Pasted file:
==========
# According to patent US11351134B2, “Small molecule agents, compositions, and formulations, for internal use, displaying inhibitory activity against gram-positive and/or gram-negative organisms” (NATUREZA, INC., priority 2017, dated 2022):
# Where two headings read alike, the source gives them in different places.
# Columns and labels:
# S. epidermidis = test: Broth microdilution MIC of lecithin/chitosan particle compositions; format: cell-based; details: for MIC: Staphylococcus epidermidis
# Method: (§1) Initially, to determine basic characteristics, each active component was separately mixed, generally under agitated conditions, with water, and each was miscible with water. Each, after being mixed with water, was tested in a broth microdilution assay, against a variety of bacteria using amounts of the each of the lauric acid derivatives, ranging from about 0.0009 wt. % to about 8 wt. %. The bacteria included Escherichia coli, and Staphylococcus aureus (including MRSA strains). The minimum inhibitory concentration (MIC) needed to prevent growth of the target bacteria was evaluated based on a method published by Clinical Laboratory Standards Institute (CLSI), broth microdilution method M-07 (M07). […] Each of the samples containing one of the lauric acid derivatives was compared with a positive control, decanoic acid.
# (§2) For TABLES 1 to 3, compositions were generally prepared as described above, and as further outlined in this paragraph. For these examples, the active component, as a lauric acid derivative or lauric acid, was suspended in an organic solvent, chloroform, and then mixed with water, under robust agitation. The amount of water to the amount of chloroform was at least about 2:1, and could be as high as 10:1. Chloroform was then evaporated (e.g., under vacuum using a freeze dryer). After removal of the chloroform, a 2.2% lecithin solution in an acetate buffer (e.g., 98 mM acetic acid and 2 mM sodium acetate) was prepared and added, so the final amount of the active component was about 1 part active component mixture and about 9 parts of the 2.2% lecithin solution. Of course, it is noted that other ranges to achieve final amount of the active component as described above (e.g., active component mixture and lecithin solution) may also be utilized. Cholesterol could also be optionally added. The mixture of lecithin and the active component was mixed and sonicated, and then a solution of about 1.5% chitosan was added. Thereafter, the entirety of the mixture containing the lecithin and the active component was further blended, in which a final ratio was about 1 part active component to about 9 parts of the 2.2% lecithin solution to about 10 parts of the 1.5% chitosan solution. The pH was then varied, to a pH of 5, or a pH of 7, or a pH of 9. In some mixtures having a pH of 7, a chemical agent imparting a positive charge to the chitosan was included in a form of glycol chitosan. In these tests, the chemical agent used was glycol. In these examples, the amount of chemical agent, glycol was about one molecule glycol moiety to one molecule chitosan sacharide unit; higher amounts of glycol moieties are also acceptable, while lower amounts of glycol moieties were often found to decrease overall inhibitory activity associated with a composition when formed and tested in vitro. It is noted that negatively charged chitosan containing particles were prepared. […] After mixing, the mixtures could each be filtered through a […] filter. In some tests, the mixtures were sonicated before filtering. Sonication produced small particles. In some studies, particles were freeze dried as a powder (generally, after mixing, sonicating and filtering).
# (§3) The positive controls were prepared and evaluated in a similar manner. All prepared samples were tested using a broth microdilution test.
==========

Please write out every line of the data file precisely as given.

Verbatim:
# According to patent US11351134B2, “Small molecule agents, compositions, and formulations, for internal use, displaying inhibitory activity against gram-positive and/or gram-negative organisms” (NATUREZA, INC., priority 2017, dated 2022):
# Where two headings read alike, the source gives them in different places.
# Columns and labels:
# S. epidermidis = test: Broth microdilution MIC of lecithin/chitosan particle compositions; format: cell-based; details: for MIC: Staphylococcus epidermidis
# Method: (§1) Initially, to determine basic characteristics, each active component was separately mixed, generally under agitated conditions, with water, and each was miscible with water. Each, after being mixed with water, was tested in a broth microdilution assay, against a variety of bacteria using amounts of the each of the lauric acid derivatives, ranging from about 0.0009 wt. % to about 8 wt. %. The bacteria included Escherichia coli, and Staphylococcus aureus (including MRSA strains). The minimum inhibitory concentration (MIC) needed to prevent growth of the target bacteria was evaluated based on a method published by Clinical Laboratory Standards Institute (CLSI), broth microdilution method M-07 (M07). […] Each of the samples containing one of the lauric acid derivatives was compared with a positive control, decanoic acid.
# (§2) For TABLES 1 to 3, compositions were generally prepared as described above, and as further outlined in this paragraph. For these examples, the active component, as a lauric acid derivative or lauric acid, was suspended in an organic solvent, chloroform, and then mixed with water, under robust agitation. The amount of water to the amount of chloroform was at least about 2:1, and could be as high as 10:1. Chloroform was then evaporated (e.g., under vacuum using a freeze dryer). After removal of the chloroform, a 2.2% lecithin solution in an acetate buffer (e.g., 98 mM acetic acid and 2 mM sodium acetate) was prepared and added, so the final amount of the active component was about 1 part active component mixture and about 9 parts of the 2.2% lecithin solution. Of course, it is noted that other ranges to achieve final amount of the active component as described above (e.g., active component mixture and lecithin solution) may also be utilized. Cholesterol could also be optionally added. The mixture of lecithin and the active component was mixed and sonicated, and then a solution of about 1.5% chitosan was added. Thereafter, the entirety of the mixture containing the lecithin and the active component was further blended, in which a final ratio was about 1 part active component to about 9 parts of the 2.2% lecithin solution to about 10 parts of the 1.5% chitosan solution. The pH was then varied, to a pH of 5, or a pH of 7, or a pH of 9. In some mixtures having a pH of 7, a chemical agent imparting a positive charge to the chitosan was included in a form of glycol chitosan. In these tests, the chemical agent used was glycol. In these examples, the amount of chemical agent, glycol was about one molecule glycol moiety to one molecule chitosan sacharide unit; higher amounts of glycol moieties are also acceptable, while lower amounts of glycol moieties were often found to decrease overall inhibitory activity associated with a composition when formed and tested in vitro. It is noted that negatively charged chitosan containing particles were prepared. […] After mixing, the mixtures could each be filtered through a […] filter. In some tests, the mixtures were sonicated before filtering. Sonication produced small particles. In some studies, particles were freeze dried as a powder (generally, after mixing, sonicating and filtering).
# (§3) The positive controls were prepared and evaluated in a similar manner. All prepared samples were tested using a broth microdilution test.